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Nine artists at HEMPHILL created a coloring book during the COVID-19 stay-at-home mandate. The gallery printed limited editions and published adownloadable digital copy on July 15.

“Art endures and so will we,” HEMPHILL states in its opening pages.

At first glance, the project seems whimsical, but there is also depth to the artwork that speaks to the times, like shapes that are placed at a physical distance and Black fists that rise up from a chaotic scene.

City Paper,which also put out a coloring book cover recently, spoke with the six contributing

artists based in the Washington area—Julie Wolfe, Renée Stout, Robin Rose, Hedieh Javanshir Ilchi, Steven Cushner, and Rushern Baker IV—posing the same four questions to each of them to learn more about their HEMPHILL coloring book work and their art.

These interviews have been edited and condensed for clarity.

Julie Wolfe

WCP:What motivates you to make art?

JW: It’s a means of expression for me to translate what I’m seeing and feeling, and documenting it and sharing that.

WCP: What have you been making during quarantine?

JW: I did one drawing a day and stamped it with a library stamp with the date on each one. The images were mostly related to activities and observations [of] things that would happen during the day. 

After I finished that, I started working on this other series. I published a book last year about dreams and the subconscious. I’ve deconstructed it and [made] silk-screened images of dreams that we’re having now during COVID-19 that are much more vivid and intense than what we were having a year ago. I’ve been talking to people about their dreams. Each [page] has a screen print image on it that’s covering the image that was there previously. 

WCP: How has your artistic process changed during this time?

JW: I’ve been able to really focus more and spend more time on things. So my work has been much more detailed, thoughtful, and intentional.

WCP: What inspired your coloring book piece?

JW: It came from two series. One is called Magnitude of Equality—the radial sections [in the series] are all different colors. It’s supposed to be a cross section of views, ideas, and backgrounds; you put it all together [and] it has more magnitude. The eye is from a series called Dream Sequel: Seeing Again. I have been photographing artists’ eyes from all over the world. They’re shown all together on a wall in a grid pattern. So I just took one of those eyes that I had photographed and used it in the center.

Renée Stout

WCP: What motivates you to make art?

RS: I can’t remember a time when I didn’t make art. I’ve been making art since I was a child, so I can’t even explain the motivation.

WCP: What art have you been making during quarantine?

RS: When something’s about to take place that’s really traumatic, I get these anxieties, little tremors, [like] something’s just not quite right. As early as 2015, before the 2016 election, the show I was having at HEMPHILL was [about how] I felt that the country was going to be at a major crossroads. Since 2015, all [my] work has been touching on the issues that have been coming up for the past three years.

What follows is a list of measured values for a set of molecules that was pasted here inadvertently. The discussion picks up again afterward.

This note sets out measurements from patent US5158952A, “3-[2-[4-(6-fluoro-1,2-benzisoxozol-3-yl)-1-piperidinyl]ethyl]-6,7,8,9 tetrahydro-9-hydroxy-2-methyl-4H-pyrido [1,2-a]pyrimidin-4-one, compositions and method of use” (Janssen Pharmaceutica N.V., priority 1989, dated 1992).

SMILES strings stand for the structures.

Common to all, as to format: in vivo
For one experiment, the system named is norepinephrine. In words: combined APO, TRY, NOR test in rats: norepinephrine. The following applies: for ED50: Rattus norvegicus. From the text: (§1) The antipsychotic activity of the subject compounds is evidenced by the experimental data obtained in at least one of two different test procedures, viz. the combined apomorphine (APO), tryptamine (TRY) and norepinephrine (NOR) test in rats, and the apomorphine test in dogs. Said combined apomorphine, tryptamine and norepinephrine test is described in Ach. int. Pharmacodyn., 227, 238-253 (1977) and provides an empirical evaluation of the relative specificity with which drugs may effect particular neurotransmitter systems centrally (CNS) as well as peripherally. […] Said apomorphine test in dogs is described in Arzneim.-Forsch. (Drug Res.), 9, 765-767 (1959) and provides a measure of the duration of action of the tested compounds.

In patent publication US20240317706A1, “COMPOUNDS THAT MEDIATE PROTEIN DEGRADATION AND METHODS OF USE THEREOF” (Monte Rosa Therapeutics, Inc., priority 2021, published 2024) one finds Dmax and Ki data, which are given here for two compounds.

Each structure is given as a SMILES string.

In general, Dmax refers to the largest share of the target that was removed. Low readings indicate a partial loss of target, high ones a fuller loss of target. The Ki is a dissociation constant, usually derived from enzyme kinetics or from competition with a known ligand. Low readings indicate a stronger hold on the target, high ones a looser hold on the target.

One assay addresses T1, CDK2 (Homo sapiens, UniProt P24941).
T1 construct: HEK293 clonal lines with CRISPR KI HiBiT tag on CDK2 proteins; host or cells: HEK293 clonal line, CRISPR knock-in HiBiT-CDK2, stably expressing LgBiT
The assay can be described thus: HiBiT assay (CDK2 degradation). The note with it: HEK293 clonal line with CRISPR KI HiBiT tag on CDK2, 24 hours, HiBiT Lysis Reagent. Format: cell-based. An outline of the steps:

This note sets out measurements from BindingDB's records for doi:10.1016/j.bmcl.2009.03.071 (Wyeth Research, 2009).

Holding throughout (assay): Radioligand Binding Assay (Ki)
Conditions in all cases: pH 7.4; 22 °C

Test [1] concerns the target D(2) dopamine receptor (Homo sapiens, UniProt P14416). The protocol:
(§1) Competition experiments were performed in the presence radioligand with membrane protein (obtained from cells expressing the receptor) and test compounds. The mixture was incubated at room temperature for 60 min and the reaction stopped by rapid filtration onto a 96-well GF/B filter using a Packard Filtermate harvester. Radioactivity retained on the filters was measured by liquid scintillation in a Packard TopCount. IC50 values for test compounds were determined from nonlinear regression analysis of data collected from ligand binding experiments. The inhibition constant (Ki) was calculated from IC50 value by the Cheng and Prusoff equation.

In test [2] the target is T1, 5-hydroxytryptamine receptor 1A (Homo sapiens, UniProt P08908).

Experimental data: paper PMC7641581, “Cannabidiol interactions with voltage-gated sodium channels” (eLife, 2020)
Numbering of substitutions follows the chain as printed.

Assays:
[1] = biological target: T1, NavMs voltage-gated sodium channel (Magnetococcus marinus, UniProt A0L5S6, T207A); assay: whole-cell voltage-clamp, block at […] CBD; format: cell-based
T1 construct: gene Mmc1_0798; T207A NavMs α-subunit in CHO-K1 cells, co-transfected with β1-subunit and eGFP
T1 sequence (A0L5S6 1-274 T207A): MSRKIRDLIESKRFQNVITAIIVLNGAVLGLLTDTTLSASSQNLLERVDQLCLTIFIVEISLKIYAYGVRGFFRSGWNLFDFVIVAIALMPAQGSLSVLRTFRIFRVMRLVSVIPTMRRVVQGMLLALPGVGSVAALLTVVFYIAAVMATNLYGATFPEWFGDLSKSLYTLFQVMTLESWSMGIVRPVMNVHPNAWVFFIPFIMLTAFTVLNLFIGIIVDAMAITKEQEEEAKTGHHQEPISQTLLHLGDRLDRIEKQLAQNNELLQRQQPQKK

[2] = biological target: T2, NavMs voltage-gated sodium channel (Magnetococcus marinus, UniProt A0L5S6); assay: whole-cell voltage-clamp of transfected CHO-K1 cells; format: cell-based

WCP: How has your artistic process changed during this time?

RS: I think because I noticed things back in 2015 [and] some of that stuff is really coming to pass, it’s fueling me to keep saying the things I need to say. I’m inspired to work more.

WCP: What inspired your coloring book piece?

RS: My coloring book piece is based on a piece that I did in the early ’90s, an actual bullhorn. I stuffed it with all these magic substances [the piece features horn, cloth, bone, husk, twine, pigment, latex paint and shell], then decorated it and embellished it with beadwork and pigment. A collector bought it a long time ago, and a few years back it ended up in the collection of the National Museum of African American History and Culture. I got a chance to revisit it when the museum opened. So it’s been on my mind recently, and when they wanted us to do a coloring book page, that thing popped up. It’s a nice shape. I could easily render a line drawing of it and make it into something interesting in a two-dimensional way.

Robin Rose

WCP: What motivates you to make art?

RR: I’ve always been incredibly inquisitive. I consider myself a finder. I’m like a frustrated archeologist, and basically motivated to find something that I don’t see. If I saw it, I wouldn’t make it. 

WCP: What art have you been making during quarantine?

RR: I usually work in sequences or episodes. It all started [in] March. The first one was “Breathe.” I’m working on a new diptych right now, and I’m trying to just document my own experience during this time.

WCP: How has your artistic process changed during this time?

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RR: Each painting really has to count. I’m at a point in my life where I don’t need a sense of hyperbole. I’m not interested in painting a painting; I’m interested in painting the painting. I don’t need a lot of preliminary work, sketches, second go-arounds. It’s got to be the painting. It’s got to be committed totally. I think that’s the way it’s always been, but it’s more profound and pronounced now.

WCP: What inspired your coloring book piece?

RR: About five years ago, we bought a 1960s beach house in Rehoboth Beach [Delaware]. When [the pandemic] happened, [my wife] Judy and I, and Hannah, my daughter, decided to come out here.